REVIEW #8: Freedom, It’s Personal [EDITORIAL]

Freedom. A small, yet, extremely powerful word. Being the members of the Western world, most of us enjoy our freedoms on a daily basis without as much as realizing it. Alas, what was once granted, may be easily forgotten. We get used to enjoying free and independent press, having unlimited access to information. We take the ability to make choices, associate, act according to our own conscience, and say what we think out loud for granted. We stop noticing just how lucky we are unless our freedoms are taken away from us. This is why we should protect them and make sure they remain intact. If necessary, we must take action, as “disobedience is the true foundation of liberty” – as H.D. Thoreau would say.

Yet, even in this part of the world, not every country guarantees the same personal freedoms, or their extent granted by the constitution may vary. On top of that, nothing is set in stone, established once and for all – the rules of the game called freedom may (although should not) fluctuate, undrego changes. Sometimes, the direction of these changes is undesirable. New governments, political or social bodies do not shy away from trying to push the limits trying to bring their own visions of what a citizen should or should not be able to do to life. That is the time for the civic society to take responsibility for keeping them in check. To question every change that may potentialy have a detrimental effect on our personal freedoms. After all, ubi dubium, ibi libertas.1

Responsibility. Without it no freedom can nor should be realized fully. Each and every individual must assume responsibility over their own life. As a society, we must be able to trust one another, rely on each other’s choices. It is the only way we can get stronger as a whole. Unfortunately, to put it in Kirkegaard’s words, it is very often the case that we “demand freedom of speech as a compensation for freedom of thought which [we] seldom use”. Although the foromer should never be denied, the latter has to be its prerequisite.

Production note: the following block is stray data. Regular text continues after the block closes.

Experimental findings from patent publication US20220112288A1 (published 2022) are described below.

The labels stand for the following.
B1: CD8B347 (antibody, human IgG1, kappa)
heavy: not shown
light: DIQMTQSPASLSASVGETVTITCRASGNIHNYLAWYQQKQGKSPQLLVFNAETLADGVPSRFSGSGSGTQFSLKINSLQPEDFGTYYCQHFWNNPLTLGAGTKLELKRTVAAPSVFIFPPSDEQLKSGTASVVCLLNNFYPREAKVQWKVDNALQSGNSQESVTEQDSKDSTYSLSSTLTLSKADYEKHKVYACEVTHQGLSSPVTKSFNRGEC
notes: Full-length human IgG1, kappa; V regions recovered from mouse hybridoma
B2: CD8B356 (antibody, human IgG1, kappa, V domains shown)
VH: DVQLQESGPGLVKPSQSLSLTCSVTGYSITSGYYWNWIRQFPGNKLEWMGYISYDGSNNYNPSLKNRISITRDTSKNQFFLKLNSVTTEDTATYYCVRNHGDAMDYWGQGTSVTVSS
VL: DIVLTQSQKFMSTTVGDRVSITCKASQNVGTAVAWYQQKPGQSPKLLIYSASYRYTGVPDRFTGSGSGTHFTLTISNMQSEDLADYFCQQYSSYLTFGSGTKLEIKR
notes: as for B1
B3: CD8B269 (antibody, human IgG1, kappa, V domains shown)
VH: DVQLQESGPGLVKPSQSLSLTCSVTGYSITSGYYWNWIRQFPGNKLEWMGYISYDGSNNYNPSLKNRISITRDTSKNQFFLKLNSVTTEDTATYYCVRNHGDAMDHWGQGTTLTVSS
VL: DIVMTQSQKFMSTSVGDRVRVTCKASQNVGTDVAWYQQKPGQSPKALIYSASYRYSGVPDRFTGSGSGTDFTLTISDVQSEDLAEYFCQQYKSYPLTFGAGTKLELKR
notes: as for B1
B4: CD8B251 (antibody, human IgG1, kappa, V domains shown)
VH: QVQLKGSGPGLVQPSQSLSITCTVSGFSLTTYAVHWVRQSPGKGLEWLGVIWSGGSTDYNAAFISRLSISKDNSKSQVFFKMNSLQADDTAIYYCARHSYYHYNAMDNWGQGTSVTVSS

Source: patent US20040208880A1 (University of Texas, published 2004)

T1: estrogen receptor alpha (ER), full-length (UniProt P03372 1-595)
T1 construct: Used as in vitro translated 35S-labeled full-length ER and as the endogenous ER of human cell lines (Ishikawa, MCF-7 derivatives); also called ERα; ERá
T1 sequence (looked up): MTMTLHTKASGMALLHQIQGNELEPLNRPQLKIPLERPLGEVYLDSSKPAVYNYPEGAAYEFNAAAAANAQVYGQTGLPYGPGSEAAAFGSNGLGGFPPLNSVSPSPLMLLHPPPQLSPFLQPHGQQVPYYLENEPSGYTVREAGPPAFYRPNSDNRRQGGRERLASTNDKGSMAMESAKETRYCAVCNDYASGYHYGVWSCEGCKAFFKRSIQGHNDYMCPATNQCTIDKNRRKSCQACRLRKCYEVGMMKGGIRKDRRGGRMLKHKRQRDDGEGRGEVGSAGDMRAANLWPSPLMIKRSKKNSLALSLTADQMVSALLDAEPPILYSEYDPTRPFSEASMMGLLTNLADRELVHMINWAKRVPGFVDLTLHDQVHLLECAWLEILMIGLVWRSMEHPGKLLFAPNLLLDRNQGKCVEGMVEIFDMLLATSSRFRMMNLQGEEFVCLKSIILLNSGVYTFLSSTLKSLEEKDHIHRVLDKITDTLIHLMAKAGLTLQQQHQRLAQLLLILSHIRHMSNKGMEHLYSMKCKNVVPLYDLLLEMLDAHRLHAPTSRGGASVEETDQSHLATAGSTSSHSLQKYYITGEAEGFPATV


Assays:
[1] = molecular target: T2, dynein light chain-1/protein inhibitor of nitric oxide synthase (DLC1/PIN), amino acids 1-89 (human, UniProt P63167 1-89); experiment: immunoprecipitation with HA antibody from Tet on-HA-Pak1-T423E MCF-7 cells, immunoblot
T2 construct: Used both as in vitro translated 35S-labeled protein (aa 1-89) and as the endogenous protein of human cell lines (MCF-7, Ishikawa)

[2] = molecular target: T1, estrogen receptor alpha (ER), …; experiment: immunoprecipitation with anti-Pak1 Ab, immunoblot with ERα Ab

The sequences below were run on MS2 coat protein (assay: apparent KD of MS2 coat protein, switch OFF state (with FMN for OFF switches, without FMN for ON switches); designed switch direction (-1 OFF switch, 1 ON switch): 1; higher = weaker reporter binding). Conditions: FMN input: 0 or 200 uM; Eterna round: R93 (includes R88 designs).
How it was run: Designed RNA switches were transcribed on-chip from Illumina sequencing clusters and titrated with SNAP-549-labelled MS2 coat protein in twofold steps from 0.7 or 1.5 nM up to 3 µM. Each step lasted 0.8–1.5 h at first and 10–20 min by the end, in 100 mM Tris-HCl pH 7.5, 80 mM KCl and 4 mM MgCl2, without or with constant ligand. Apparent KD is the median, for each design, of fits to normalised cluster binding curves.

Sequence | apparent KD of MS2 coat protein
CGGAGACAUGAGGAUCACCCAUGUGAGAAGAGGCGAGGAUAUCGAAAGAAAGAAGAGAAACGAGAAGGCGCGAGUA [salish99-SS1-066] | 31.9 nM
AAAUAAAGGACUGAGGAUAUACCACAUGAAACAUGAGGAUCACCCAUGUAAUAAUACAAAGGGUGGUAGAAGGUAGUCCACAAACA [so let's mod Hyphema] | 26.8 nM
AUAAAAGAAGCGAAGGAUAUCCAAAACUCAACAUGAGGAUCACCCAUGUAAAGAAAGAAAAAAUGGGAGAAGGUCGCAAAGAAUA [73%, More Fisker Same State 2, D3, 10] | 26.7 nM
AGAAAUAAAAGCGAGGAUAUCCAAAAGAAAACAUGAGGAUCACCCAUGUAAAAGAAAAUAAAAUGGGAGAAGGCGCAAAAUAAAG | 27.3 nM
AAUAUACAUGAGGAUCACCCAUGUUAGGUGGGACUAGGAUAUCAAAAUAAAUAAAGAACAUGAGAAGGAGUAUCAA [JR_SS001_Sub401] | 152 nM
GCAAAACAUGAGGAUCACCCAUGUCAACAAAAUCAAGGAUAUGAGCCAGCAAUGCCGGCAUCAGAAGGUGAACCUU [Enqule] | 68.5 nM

It is our job to ensure not only that our personal freedoms are respected by others, but also that we ourselves know their value and power. Therefore, we felt that it is our responsibility to devote the 8th issue of Review to personal freedoms in the region. The issues related to freedom of the press, the rule of law, NGOs, paternalism, freedom of religion in the context of education have been thus tackled from the perspective of Poland, Hungary, Bulgaria, Bosnia and Herzegovina, among others. We hope that closely following and drawing our attention to the recent developments in this regard will help us safeguard our personal freedoms. Because protecting them is our job. It is personal.

Olga Łabendowicz

Editor-in-Chief of Review

Coordinator of the network

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1Where there is doubt, there is freedom.

Olga Labendowicz